Getting Information, Training, and Experience

As you think about a long-term career goal, you’ll realize that the careers that interest you probably require more education or training than you currently have. And once you get a job, you will need to learn more new skills so that you can advance in your career, accept new responsibilities, get promotions, and earn more money.

There are many different ways of getting training and experience and which ones are appropriate depend on you and the career you hope to develop. There are also lots of ways to learn about your options, such as:

  • Talking to friends and family
  • Doing research online or in the library
  • Going on informational interviews
  • Attending career fairs in your area

Once you know what you need, you can get training and experience that can help you get the job you want. You could try:

Then, when you start working, there are even more chances to learn new skills, for example:

  • You could receive on-the-job training.
  • You could learn from a mentor, either in your company or outside of it.
  • You could have a job coach.

We discuss some of the things in the pages that follow.

Informational Interviews

A great way to learn more about a career option is to talk to somebody who works in that field. Talking to somebody to learn about a profession is called an “informational interview.” If you already know somebody who works in the field that you’re interested in, talk to that person. If you don't know anybody, you can ask your friends or family if they know people who work in that field.

When you find somebody to talk to, dress nicely and be polite. Even though this is an informal conversation, you want to make a good impression because this person may be able to help you get a job later. By talking to somebody who actually has the job you are interested in, you will get a much better idea about how to get that job and what it is like. Here are a few questions to ask in an informational interview.

  • What steps did you take to get your job?
  • What kind of training was needed?
  • How long did it take for you to get to your current level at work?
  • Do you have any suggestions for how I could get started?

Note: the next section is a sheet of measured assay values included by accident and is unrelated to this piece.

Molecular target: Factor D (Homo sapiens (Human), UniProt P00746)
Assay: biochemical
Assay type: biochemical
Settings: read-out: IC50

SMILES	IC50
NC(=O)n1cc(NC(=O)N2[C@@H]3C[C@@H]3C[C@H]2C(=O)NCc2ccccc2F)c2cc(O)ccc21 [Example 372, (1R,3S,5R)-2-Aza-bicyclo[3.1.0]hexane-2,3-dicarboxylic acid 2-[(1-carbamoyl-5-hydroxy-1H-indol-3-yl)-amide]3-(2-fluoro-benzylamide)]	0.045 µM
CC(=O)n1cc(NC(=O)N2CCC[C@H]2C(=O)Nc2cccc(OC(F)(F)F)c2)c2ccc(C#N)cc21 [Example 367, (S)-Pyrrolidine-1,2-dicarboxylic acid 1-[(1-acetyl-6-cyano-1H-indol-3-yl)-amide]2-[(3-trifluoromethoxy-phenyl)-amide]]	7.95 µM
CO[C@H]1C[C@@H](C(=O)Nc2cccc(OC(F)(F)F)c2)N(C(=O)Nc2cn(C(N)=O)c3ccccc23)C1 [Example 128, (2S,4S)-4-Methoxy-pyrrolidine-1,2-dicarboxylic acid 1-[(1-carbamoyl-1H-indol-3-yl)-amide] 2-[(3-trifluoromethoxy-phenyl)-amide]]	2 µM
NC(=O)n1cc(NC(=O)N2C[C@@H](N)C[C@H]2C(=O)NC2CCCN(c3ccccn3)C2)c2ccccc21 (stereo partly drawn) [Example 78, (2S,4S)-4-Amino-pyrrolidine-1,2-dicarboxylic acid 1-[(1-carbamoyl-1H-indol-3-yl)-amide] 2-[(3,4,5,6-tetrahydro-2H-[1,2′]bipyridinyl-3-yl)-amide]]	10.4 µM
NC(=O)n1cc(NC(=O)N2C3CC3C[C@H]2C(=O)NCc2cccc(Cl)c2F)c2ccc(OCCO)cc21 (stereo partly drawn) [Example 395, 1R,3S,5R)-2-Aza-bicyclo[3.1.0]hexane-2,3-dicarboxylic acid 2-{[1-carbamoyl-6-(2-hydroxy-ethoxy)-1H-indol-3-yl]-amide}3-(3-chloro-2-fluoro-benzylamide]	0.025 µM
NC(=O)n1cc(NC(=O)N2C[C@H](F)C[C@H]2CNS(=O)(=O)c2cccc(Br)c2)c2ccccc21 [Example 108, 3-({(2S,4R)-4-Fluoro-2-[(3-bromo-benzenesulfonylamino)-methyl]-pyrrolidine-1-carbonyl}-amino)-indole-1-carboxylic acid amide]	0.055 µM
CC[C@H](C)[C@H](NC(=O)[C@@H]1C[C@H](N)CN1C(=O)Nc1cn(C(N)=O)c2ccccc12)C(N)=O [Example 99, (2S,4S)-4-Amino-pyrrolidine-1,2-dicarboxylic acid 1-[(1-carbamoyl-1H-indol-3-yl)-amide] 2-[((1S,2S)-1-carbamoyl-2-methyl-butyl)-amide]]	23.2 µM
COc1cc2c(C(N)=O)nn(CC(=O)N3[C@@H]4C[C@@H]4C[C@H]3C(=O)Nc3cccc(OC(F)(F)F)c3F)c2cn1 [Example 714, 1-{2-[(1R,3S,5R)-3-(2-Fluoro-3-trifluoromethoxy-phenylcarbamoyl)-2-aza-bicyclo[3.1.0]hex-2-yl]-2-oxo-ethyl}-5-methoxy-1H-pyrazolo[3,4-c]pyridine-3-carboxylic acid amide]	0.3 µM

As you discuss your interests with more people, you will learn a lot about how to develop them into a career. You will also make valuable contacts who may be able to help you get an internship, do job-shadowing, or be your mentor. If you are lucky, the person you do your informational interview with may even be able to help you find a job!

Career Fairs

Career fairs are events where many employers are present and want to talk with potential employees. At a career fair employers gather to tell you about what sorts of work are available at their companies. They are a great chance for you to learn about different industries. Take copies of your resume to the fair in case you learn about a job that you want to apply for. Click here to find a job or career fair near you.

Dress nicely and act professionally when you go to a career fair. Don’t chew gum, use inappropriate language, or do anything you wouldn't do at a job. This is a chance for you to show potential employers that you would be a good employee.

College Career Fairs and Employment Programs

If you are going to a community college, technical school, or four-year college, your school will have career days and events where you can talk to potential employers. College students also have other resources that can help. For example, Career Opportunities for Students with Disabilities (COSD) is a national association that helps college students and recent graduates with disabilities find jobs.

Volunteering

When you volunteer you work for an organization without getting paid. Volunteering is a great way to do important work, get experience, learn new skills, and make contacts who might be able to help you get a paying job in the future.